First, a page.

Infoscience

Thesis

Femtosecond pulse length and arrival time measurement of hard X-Ray FELs

The ultra-bright short-pulsed radiation provided by the free electron lasers (FEL) is used for many new discoveries in different fields of science and industry. The advancement of the FEL technologies allows the generation of shorter photon pulses with higher photon energies or shorter radiation wavelengths that open new horizons for the new research. In order to better understand the measurements using the free electron laser pulses, it is important to know the properties of these pulses. Particularly, for the time-resolved experiments the temporal properties of the photon pulses such as their relative arrival times and the temporal durations, are of utmost importance. One of the techniques to measure these parameters of the FEL pulses is the THz streaking method. Thus far, this method has been used only for the photon pulses in ultraviolet and soft X-ray regions. This thesis provides a full characterization of the method and demonstrates its applicability in the hard X-ray photon energy range, measuring FEL pulses with photon energies of up to 10000 electronvolts. Measurement accuracies of sub-10 femtoseconds were achieved for both the arrival time and the pulse length measurements. Furthermore, it is shown here that the THz streaking method is able to simultaneously measure two FEL pulses of different energies. The results from some measurements were also compared to other independent measurement techniques. In addition to the performed measurements, simulation of the THz streaking effect was performed to better understand the measurement method. The simulations showed the ways of achieving higher accuracies with the THz streaking techniques. The results obtained from the experiments were consistent with the results provided by the simulations. The results obtained in this thesis provide new possibilities for the applications of the THz streaking method. They enable temporal diagnostics for photon pulses with a wide range of wavelengths and temporal durations. Such diagnostics can contribute largely to the success of the experiments performed at free electron laser sources.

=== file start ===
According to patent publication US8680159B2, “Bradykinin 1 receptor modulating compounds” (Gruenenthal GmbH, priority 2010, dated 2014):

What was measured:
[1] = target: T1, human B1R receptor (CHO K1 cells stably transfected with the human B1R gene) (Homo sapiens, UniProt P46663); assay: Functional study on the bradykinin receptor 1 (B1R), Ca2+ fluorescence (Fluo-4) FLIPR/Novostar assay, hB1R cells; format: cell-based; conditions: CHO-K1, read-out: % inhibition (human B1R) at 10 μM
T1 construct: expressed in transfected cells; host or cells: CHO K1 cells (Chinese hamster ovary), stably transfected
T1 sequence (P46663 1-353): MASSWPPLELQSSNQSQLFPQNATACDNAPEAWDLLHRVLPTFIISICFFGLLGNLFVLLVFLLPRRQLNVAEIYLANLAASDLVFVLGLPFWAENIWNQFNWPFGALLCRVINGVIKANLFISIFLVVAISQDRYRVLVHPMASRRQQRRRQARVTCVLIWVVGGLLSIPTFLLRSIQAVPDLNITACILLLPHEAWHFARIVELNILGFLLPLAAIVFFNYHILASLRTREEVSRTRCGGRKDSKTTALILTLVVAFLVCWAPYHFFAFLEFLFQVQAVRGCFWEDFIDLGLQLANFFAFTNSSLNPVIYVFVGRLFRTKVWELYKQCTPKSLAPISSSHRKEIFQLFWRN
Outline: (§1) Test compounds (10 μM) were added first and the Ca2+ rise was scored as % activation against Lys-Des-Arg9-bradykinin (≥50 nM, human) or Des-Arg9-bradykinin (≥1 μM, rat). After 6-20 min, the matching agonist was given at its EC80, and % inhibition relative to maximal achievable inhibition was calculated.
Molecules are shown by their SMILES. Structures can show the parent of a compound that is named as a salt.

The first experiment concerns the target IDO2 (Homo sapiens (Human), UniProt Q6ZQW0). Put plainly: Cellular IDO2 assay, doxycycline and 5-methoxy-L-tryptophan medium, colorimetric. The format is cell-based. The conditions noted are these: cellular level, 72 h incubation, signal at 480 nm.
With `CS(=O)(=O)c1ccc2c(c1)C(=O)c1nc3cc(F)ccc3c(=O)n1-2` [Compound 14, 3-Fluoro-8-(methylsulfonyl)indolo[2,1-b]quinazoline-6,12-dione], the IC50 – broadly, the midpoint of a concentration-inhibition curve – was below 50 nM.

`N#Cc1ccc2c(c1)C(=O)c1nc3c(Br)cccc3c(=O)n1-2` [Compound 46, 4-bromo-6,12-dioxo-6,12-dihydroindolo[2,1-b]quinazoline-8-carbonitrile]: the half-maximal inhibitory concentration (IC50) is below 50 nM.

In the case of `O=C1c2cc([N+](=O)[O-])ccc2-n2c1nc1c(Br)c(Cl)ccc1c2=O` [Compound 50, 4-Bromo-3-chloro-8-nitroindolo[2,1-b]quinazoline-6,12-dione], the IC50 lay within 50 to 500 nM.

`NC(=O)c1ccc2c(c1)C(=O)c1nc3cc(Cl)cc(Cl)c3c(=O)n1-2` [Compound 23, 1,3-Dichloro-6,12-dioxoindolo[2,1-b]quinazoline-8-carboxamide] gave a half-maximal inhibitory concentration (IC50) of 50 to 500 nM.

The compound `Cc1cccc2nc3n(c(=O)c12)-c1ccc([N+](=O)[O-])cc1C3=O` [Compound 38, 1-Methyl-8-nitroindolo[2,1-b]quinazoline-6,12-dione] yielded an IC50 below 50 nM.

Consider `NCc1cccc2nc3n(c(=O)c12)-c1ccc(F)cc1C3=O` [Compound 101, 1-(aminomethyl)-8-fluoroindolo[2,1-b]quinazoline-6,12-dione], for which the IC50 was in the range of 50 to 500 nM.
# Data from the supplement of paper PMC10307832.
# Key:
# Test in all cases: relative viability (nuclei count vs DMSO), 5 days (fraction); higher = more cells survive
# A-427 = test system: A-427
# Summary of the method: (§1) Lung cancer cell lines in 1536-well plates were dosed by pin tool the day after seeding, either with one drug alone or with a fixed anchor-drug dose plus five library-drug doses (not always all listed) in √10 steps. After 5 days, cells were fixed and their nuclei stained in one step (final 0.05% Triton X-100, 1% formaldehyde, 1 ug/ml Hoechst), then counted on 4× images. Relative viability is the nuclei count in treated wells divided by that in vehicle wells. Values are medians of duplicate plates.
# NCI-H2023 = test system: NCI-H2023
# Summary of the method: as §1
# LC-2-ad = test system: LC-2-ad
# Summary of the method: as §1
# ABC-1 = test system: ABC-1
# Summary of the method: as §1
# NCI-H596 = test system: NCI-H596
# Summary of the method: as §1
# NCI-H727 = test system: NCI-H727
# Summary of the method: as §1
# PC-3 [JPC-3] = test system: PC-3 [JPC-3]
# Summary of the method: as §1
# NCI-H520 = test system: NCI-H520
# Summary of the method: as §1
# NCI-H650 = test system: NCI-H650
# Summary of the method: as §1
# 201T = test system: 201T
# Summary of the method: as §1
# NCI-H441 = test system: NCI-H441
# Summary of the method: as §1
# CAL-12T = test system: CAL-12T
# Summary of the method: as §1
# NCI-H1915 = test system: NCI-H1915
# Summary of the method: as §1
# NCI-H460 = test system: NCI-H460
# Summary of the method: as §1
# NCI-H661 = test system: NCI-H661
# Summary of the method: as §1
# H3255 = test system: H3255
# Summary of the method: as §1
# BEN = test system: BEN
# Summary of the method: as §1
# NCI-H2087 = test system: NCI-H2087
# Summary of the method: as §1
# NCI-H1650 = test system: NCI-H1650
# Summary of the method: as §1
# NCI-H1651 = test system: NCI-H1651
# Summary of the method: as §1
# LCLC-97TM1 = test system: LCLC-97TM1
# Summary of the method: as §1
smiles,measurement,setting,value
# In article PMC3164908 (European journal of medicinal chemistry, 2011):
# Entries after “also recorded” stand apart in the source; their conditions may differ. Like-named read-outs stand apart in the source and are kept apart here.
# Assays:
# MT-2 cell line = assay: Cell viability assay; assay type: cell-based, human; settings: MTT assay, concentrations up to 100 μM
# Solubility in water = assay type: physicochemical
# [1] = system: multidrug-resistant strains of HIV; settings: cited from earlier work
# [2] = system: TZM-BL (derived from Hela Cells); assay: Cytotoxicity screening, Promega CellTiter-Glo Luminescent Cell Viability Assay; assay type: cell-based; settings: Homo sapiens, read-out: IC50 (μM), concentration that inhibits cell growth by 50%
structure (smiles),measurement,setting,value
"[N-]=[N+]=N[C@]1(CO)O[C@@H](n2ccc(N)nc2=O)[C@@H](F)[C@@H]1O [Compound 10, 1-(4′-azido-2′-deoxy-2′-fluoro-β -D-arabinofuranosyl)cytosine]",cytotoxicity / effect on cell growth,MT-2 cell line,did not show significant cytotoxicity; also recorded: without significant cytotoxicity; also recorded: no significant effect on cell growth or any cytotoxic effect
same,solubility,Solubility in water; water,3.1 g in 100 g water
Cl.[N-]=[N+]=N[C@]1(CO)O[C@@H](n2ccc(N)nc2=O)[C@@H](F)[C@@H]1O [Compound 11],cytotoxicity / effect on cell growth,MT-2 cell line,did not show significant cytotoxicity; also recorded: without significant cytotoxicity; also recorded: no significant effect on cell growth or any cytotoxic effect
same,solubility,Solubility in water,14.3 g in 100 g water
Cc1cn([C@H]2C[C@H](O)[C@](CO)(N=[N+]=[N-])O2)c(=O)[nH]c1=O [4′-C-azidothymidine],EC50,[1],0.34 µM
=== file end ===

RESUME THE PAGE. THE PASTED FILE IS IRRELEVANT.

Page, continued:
Related material